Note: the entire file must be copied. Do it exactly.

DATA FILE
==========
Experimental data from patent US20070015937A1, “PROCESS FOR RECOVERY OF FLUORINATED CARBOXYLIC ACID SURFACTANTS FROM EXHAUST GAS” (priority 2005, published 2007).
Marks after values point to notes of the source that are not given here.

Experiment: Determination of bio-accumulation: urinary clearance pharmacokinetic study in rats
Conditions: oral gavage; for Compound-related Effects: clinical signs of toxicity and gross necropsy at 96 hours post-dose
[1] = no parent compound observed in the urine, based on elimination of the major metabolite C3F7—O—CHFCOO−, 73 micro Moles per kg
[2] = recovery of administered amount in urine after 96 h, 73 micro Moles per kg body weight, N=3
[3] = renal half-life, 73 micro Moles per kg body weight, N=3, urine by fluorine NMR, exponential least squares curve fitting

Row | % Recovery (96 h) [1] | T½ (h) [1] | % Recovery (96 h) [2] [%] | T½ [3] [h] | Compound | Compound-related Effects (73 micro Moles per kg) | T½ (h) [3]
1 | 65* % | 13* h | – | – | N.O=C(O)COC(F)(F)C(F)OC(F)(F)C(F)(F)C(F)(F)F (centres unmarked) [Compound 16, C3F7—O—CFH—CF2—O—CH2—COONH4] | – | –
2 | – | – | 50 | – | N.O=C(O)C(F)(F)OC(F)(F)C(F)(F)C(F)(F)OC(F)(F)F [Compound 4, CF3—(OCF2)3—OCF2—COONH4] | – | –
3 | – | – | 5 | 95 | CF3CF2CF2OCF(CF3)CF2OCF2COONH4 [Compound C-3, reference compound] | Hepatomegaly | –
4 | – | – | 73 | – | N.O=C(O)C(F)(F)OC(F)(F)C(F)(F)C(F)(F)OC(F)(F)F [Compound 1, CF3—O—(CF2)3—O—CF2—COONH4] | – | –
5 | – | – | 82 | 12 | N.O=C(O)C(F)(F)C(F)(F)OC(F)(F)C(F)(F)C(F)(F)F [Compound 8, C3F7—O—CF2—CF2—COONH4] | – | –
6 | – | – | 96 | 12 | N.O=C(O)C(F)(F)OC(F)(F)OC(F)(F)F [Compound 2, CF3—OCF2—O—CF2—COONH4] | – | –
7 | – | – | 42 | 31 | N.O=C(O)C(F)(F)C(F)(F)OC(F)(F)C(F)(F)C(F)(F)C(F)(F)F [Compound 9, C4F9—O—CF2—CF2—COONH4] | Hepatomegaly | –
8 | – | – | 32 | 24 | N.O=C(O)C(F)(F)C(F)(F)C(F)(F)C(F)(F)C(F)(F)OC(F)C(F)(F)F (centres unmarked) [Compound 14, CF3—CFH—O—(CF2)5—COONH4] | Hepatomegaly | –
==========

Experimental data from patent US20070015937A1, “PROCESS FOR RECOVERY OF FLUORINATED CARBOXYLIC ACID SURFACTANTS FROM EXHAUST GAS” (priority 2005, published 2007).
Marks after values point to notes of the source that are not given here.

Experiment: Determination of bio-accumulation: urinary clearance pharmacokinetic study in rats
Conditions: oral gavage; for Compound-related Effects: clinical signs of toxicity and gross necropsy at 96 hours post-dose
[1] = no parent compound observed in the urine, based on elimination of the major metabolite C3F7—O—CHFCOO−, 73 micro Moles per kg
[2] = recovery of administered amount in urine after 96 h, 73 micro Moles per kg body weight, N=3
[3] = renal half-life, 73 micro Moles per kg body weight, N=3, urine by fluorine NMR, exponential least squares curve fitting

Row | % Recovery (96 h) [1] | T½ (h) [1] | % Recovery (96 h) [2] [%] | T½ [3] [h] | Compound | Compound-related Effects (73 micro Moles per kg) | T½ (h) [3]
1 | 65* % | 13* h | – | – | N.O=C(O)COC(F)(F)C(F)OC(F)(F)C(F)(F)C(F)(F)F (centres unmarked) [Compound 16, C3F7—O—CFH—CF2—O—CH2—COONH4] | – | –
2 | – | – | 50 | – | N.O=C(O)C(F)(F)OC(F)(F)C(F)(F)C(F)(F)OC(F)(F)F [Compound 4, CF3—(OCF2)3—OCF2—COONH4] | – | –
3 | – | – | 5 | 95 | CF3CF2CF2OCF(CF3)CF2OCF2COONH4 [Compound C-3, reference compound] | Hepatomegaly | –
4 | – | – | 73 | – | N.O=C(O)C(F)(F)OC(F)(F)C(F)(F)C(F)(F)OC(F)(F)F [Compound 1, CF3—O—(CF2)3—O—CF2—COONH4] | – | –
5 | – | – | 82 | 12 | N.O=C(O)C(F)(F)C(F)(F)OC(F)(F)C(F)(F)C(F)(F)F [Compound 8, C3F7—O—CF2—CF2—COONH4] | – | –
6 | – | – | 96 | 12 | N.O=C(O)C(F)(F)OC(F)(F)OC(F)(F)F [Compound 2, CF3—OCF2—O—CF2—COONH4] | – | –
7 | – | – | 42 | 31 | N.O=C(O)C(F)(F)C(F)(F)OC(F)(F)C(F)(F)C(F)(F)C(F)(F)F [Compound 9, C4F9—O—CF2—CF2—COONH4] | Hepatomegaly | –
8 | – | – | 32 | 24 | N.O=C(O)C(F)(F)C(F)(F)C(F)(F)C(F)(F)C(F)(F)OC(F)C(F)(F)F (centres unmarked) [Compound 14, CF3—CFH—O—(CF2)5—COONH4] | Hepatomegaly | –